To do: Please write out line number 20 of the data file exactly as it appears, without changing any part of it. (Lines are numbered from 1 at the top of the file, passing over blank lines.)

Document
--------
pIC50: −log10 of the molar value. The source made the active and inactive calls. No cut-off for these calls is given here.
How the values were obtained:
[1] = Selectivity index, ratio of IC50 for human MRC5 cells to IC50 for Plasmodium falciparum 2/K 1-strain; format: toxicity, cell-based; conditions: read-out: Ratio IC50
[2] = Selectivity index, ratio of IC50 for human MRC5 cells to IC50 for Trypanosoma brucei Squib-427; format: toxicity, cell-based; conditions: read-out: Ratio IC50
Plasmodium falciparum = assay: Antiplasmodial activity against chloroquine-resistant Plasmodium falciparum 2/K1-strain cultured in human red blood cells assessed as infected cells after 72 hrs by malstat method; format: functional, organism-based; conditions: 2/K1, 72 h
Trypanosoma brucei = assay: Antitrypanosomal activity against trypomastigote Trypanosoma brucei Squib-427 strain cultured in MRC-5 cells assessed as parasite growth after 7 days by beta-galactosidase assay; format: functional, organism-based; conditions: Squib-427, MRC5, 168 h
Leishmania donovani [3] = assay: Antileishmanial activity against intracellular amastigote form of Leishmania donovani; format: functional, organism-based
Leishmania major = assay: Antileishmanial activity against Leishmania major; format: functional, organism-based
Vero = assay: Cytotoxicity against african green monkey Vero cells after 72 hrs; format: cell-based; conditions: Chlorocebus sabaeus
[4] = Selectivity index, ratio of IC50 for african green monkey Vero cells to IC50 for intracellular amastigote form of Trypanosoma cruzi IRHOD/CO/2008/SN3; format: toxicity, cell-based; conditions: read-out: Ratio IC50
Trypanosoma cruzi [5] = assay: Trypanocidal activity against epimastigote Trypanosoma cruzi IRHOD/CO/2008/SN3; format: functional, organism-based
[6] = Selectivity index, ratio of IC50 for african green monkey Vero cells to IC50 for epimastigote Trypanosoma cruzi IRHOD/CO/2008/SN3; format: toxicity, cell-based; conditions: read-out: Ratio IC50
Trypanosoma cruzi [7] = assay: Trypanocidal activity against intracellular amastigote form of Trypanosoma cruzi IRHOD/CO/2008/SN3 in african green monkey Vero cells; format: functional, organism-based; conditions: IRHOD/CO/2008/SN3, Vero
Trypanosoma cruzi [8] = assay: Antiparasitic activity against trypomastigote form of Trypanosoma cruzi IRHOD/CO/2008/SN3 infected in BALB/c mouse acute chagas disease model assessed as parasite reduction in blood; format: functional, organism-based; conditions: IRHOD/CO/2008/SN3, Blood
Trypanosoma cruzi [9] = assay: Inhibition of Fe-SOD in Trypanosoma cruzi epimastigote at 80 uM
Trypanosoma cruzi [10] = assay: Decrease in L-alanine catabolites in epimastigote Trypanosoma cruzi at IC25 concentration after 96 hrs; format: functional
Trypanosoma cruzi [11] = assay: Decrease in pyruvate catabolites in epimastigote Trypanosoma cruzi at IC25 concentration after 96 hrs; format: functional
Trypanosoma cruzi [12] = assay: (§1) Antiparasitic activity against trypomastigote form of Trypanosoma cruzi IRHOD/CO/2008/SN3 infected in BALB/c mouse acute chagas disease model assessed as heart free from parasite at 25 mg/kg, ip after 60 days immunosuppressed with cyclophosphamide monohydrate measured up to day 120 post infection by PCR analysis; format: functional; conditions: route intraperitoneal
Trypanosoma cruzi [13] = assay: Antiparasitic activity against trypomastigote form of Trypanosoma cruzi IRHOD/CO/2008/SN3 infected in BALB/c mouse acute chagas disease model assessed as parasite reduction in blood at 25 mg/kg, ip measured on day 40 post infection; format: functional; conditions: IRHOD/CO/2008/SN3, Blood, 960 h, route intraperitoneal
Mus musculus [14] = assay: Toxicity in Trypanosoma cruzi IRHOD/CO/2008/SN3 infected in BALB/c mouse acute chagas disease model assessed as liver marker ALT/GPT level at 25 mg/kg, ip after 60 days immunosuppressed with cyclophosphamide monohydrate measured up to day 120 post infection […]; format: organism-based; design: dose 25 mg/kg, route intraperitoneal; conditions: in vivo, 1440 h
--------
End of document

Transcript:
Mus musculus [14] = assay: Toxicity in Trypanosoma cruzi IRHOD/CO/2008/SN3 infected in BALB/c mouse acute chagas disease model assessed as liver marker ALT/GPT level at 25 mg/kg, ip after 60 days immunosuppressed with cyclophosphamide monohydrate measured up to day 120 post infection […]; format: organism-based; design: dose 25 mg/kg, route intraperitoneal; conditions: in vivo, 1440 h